THE BLOG

Power of a Password

19/12/2014 13:34 GMT | Updated 18/02/2015 10:59 GMT

Christmas is almost upon us, Many of us, looking for a Christmas bargain, were entangled in the recent shopping frenzy that was 'Black Friday' and 'Cyber Monday'. According to new figures, Black Friday was the biggest online shopping day of the year, with £810 million spent on this one day alone. And it's not hard to see why - a more convenient, simpler and less stressful way of shopping, it's clear that online shopping is fast becoming the method of choice in today's digital age. In fact, our recent research has shown that over half of Europeans will be ditching the high street in favour of purchasing online this Christmas.

But escaping the high street doesn't necessarily mean escaping potential hazards. Just as a crowded shopping centre is a magnet for pickpockets, the hordes of people shopping online this season are rich pickings for cybercriminals. So as shopping from the comfort of our own homes becomes the norm, it's very important to ensure that we make sure our online shopping experience is safe and secure.

One way that we often compromise our security online is through our online passwords. According to our research, nearly half of Europeans (47 per cent) think that password rules on web sites make it difficult to remember passwords, illustrating the frustrations of managing multiple passwords for various sites. With this complexity in mind, it's no surprise that over half of Europeans (55 per cent) have to reset their online passwords at least once a month and 14 per cent have to do it every week. Perhaps more worryingly, eight per cent need to reset their password every time they shop online - this is particularly worrying when you consider that a password is the padlock protecting our digital life.

Unfortunately, while password security may be at the bottom of our priority list, exploiting vulnerabilities in our passwords is certainly a top priority for the bad guys. Security breaches, resulting in the theft of passwords and other sensitive information, regularly hit the headlines. Sometimes, one attack becomes a 'stepping-stone' for stealing data on another site. Earlier this year, the details of online passwords, e-mail addresses and voucher information for over 2,000 Tesco customer accounts were compromised, later appearing on a text-sharing website. In this case, Tesco itself was not targeted: it's thought that the cybercriminals were able to match data stolen during a previous hack to customer details on the Tesco web site, because many people had used the same password across multiple accounts.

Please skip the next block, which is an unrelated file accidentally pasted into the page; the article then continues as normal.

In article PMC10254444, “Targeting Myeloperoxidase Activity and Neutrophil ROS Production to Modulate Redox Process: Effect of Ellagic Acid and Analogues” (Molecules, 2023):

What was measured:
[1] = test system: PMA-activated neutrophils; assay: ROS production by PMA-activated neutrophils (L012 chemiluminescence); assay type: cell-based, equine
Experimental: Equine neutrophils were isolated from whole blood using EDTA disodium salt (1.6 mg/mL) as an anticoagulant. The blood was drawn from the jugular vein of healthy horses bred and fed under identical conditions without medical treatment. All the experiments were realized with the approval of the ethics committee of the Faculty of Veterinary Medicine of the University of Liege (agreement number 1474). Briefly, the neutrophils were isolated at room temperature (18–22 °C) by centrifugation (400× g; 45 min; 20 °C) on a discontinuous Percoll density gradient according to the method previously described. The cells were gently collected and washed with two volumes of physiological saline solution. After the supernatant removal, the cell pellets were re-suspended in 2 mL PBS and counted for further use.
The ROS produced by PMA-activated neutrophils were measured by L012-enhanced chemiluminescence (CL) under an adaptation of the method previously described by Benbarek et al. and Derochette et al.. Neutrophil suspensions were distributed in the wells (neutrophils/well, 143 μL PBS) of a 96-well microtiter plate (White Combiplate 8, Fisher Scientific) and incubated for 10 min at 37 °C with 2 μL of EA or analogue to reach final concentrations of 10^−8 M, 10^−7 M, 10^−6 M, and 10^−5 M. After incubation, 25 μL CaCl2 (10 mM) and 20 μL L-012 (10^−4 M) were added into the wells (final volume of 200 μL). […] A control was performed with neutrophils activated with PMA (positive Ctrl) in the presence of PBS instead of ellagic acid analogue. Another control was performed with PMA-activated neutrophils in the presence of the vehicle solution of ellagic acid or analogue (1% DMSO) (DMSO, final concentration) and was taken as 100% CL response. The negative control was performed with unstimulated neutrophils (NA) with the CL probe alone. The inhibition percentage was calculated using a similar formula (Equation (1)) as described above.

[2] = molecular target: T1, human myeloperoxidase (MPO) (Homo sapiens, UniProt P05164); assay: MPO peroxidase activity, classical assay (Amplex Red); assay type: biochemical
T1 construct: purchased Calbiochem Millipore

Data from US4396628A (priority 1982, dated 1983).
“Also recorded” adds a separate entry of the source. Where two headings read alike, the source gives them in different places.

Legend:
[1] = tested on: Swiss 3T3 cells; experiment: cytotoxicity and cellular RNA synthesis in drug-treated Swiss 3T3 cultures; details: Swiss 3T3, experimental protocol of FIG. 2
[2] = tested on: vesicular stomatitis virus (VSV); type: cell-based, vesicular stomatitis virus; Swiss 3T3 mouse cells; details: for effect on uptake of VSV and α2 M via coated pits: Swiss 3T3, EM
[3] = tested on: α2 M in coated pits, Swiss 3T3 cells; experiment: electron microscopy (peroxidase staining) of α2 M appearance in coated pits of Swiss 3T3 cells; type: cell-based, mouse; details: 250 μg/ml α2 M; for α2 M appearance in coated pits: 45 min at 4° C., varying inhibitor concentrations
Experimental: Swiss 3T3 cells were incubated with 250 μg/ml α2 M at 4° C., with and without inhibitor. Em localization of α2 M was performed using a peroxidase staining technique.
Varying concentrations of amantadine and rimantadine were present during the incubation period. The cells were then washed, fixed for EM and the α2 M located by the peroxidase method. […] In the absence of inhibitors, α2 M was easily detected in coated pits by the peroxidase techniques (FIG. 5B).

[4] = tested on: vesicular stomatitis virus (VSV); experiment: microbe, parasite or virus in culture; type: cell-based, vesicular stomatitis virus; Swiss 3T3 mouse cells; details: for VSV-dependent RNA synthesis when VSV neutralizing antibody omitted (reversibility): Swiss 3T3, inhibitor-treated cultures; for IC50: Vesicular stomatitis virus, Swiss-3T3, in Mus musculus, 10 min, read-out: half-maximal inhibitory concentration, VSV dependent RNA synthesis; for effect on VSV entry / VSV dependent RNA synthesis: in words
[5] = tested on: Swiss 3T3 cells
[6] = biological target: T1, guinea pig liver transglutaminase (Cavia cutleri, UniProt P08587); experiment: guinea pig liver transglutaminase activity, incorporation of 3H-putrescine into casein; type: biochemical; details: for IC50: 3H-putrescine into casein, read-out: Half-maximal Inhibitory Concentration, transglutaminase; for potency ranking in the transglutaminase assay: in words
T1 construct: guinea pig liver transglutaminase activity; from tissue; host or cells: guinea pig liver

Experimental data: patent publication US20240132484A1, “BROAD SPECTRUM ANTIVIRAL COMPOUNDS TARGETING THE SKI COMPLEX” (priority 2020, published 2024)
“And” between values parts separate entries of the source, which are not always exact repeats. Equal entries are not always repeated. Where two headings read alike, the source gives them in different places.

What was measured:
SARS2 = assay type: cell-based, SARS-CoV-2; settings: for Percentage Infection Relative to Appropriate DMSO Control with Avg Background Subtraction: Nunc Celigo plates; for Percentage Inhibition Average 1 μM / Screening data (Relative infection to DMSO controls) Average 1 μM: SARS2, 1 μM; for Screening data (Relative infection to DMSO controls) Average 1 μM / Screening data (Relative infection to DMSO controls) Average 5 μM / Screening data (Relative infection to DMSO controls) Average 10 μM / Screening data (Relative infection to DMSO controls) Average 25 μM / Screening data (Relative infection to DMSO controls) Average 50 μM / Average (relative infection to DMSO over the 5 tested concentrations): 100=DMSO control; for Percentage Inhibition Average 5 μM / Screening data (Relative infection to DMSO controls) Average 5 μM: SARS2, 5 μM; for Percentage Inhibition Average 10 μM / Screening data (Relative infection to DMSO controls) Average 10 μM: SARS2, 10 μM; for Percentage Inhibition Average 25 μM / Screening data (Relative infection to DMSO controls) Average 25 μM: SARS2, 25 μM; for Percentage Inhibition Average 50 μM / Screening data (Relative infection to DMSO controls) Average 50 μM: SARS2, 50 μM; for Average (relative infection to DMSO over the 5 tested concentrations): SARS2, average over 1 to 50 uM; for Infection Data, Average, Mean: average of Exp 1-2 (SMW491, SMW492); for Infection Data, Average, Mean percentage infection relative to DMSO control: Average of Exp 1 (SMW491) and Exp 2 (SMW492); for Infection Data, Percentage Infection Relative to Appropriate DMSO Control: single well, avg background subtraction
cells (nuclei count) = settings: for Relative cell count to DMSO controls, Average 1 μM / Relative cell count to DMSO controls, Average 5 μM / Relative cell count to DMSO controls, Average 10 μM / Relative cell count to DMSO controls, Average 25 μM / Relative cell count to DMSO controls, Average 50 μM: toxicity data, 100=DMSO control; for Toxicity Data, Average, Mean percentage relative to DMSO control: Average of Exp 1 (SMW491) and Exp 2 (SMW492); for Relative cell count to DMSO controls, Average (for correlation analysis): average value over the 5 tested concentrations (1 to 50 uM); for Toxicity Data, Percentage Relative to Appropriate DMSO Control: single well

Passwords are the first line of defence when it comes to protecting our online transactions. So it's really important to avoid using passwords that a cybercriminal will guess easily. Here are four key things to bear in mind when creating passwords.

- An ideal password is at least 15 characters long and consists of a mixture of letters, numbers and symbols.

- Don't use real words, even from a foreign language, or written backwards: there are tools on the Internet that will crack these in seconds.

- Don't choose an obvious password such as your name, date of birth, spouse's name - this is as bad as leaving your house key under the doormat!

- The most common passwords are patterns on the keyboard ('qwerty', '123456'), people's first names, the F-word and 'Password' - these are as bad as just leaving your front door open!

Of course, there's always a trade-off between security and convenience. With complicated password rules to consider and multiple login details to remember, many of us struggle to remember their passwords. That's why so many people simply resort to using the same password for all accounts. Avoid this temptation! Creating unique, complex passwords that are still easy for you to remember isn't as hard as you might think. I've discussed some ways to do this before. And my colleague David Jacoby has recently provided tips for creating memorable, easy to remember passwords.

As a parting thought, check also to see if the web site provider offers a two-step verification method to protect your account details (e.g. requiring an additional one-time passcode, send via SMS to your mobile phone, in order to modify your account settings). This will further secure your account.